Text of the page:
UK: Operating in Emerging Markets - Tax Lessons for Success in Supergrowth Economies

Last Updated: 4 May 2010
Article by Deloitte Tax Group

Most Read Contributor in UK, August 2017

Fresh into partnership and with 12 years international tax experience under his belt, Tim Haden has clocked up a fair few air miles advising multinationals on operating in emerging markets. Michelle Hanrahan hears his lessons for success in supergrowth economies.

"An article about emerging markets tax wouldn't be complete without mention of BRICs or tigers," says Tim Haden, tax partner. "And surely we need to mention dragons at some stage?"

He's got a point. These well worn labels are a sure sign that we've all been talking about these economies for some time now – to the extent that the emerging have emerged and lessons have been learned. But what can the Tax function take from the experience so far?

"The first challenge," says Haden "is part and parcel of international business operations in emerging markets – they're commonly low margin operations with significant start up losses for which there is no immediate relief." Loss planning can be difficult when future income is uncertain and deferred tax assets are therefore difficult to justify. "The absence of tax grouping or consolidation in many Asian, African and South American countries just adds to the challenge."

When it comes to tax-sensitive funding for emerging market operations, Haden stresses the importance of foresight, and that consideration of the changing fortunes of the business is necessary in order to avoid problems in the future. For example, currency restrictions in many emerging markets push businesses towards equity loans but, says Haden "it's important that such loans can be treated as quasi-equity for UK tax purposes to prevent a tax charge on the deemed interest accrual.

It's also important to structure the term of the loan such that it can become interest-bearing once local taxable profit arises."

Transfer pricing can present other issues. "Sympathetic intra-group pricing is commonly offered as a leg up for emerging market operations but it can create problems," warns Haden. "Well intentioned pricing can mask poor performance. Central management can be blissfully unaware of problems unfolding at local level until things reach breaking point." Another common issue with favourable pricing is that without careful consideration, it can end up trapping profits in what may be a high tax jurisdiction when the business takes off. To prevent this, Haden advocates building pricing flexibility into plans. "Low pricing arrangements may be justified in the initial start up phase but you need to enter into the arrangements with a clear end date in mind. Pricing agreements should also anticipate and include provisions for changes to the pricing basis, for example, restricting royalty free periods."

Tax holidays can be helpful to companies aiming to get a foothold in new markets but in Haden's experience, the benefits often go unrealised. "It sounds obvious, but it's not really a tax holiday unless you're making a profit. In reality many businesses are still making losses long after the holiday period ends."

Compliance with holiday rules is key. "A tax holiday is not somewhere to kick back and relax, although a tax free status lulls many into a false sense of security," warns Haden. "As a result, the conditions of the holiday can be overlooked. I know of a five year Indian tax holiday where the need for a robust transfer pricing strategy was overlooked. When a review by the authorities later concluded that more income should have been recognised in India, the company had to pay the related tax – Indian tax holidays don't apply to income arising from transfer pricing adjustments."

Authorities will respond to holiday abuse and, warns Haden, "this can result in some pretty hefty tax bills for those caught out". He cites China as an example where the authorities are actively closing in on holiday abuse by undertaking post-holiday transfer pricing reviews to identify where transfer pricing policies have been used to accumulate profit to take advantage of a holiday, before flipping back when the holiday expires.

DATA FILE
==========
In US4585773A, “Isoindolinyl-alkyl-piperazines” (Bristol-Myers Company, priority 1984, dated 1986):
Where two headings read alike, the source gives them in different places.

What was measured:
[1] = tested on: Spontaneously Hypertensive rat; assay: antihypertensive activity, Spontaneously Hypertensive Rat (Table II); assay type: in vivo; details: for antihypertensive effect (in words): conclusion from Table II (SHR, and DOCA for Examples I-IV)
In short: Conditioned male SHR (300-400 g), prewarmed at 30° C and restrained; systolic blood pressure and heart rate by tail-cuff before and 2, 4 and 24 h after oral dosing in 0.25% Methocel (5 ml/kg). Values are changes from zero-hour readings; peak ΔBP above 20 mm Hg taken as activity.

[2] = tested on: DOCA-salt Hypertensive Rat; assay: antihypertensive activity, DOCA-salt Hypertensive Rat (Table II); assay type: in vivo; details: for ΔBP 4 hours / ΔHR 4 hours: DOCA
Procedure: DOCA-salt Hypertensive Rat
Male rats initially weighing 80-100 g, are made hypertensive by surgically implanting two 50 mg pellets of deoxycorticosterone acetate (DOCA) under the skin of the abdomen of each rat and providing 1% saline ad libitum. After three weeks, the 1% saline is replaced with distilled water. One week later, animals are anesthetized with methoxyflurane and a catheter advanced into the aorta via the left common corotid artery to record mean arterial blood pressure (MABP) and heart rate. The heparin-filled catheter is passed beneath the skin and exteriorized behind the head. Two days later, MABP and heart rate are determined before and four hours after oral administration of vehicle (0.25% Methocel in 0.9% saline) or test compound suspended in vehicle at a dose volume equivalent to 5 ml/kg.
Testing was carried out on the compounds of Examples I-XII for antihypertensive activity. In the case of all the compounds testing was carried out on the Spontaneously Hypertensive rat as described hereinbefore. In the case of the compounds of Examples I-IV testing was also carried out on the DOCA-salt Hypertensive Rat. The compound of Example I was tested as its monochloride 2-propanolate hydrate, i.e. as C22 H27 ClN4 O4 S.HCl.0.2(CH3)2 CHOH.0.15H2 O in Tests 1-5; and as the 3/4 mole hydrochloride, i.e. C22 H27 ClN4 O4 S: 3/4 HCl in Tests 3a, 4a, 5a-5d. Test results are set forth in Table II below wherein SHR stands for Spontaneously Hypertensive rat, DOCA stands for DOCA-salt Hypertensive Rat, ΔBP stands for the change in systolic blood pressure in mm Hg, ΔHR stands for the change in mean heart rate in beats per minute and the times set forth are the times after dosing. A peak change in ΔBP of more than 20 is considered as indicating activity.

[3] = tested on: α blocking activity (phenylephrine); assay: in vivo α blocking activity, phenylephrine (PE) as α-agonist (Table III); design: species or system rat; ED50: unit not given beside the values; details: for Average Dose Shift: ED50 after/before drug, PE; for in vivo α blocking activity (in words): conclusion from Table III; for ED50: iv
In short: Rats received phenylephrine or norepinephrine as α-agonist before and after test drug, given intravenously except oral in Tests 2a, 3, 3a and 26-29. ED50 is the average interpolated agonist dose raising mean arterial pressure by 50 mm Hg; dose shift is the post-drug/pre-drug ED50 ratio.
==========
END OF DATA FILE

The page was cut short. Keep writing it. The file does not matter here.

Tax Complexity

Haden is wary of the tendency for international organisations to apply established business models to their emerging market operations. "Business models which work in Western economies can fail to take into consideration the complex and shifting nature of emerging regimes, so it's important for Tax to be at the table when business operating models are being drawn up."

Local structuring decisions are particularly important in emerging markets with dual state and federal regimes. Haden cautions against being cajoled by local authorities into setting up multiple entities in different states. "You see this in China and India, where taxes are collected at regional or state level. But this can be costly in an environment with no tax consolidation where losses can get stranded." Surely this also throws up additional compliance requirements and raises the issue of pricing between entities? "Absolutely – these challenges should inform local structuring decisions. While there might be pressure to establish a number of local legal entities, a single company with branches in each state might be the way to go."

There are numerous taxes, many unfamiliar, which need to be considered from day one. These include indirect taxes, such as business taxes (China) and service taxes (India), which can add real cost to cross border flows and another layer of complexity to group transactions. According to Haden withholding taxes are generally more difficult to mitigate than in Western economies and the scope is often much wider. "You see this with India which levies withholding tax on the provision of many services including management services from overseas and Brazil where the UK is unlikely to negotiate a double tax treaty in the near term."

Then there are currency control regulations. Haden agrees that they seem to have a nasty habit of forcing tax outcomes and decisions. "Sometimes interest rates on loans, royalty rates and management charges are legally restricted and force companies away from arms length pricing."

He talks of recent examples where exchange regulations have resulted in an unexpected withholding tax charge when it arguably should not have applied. "Some companies find themselves held to ransom. Sadly, when there's no time to argue, they are forced to swallow withholding taxes in order to get approval to make payments into another territory."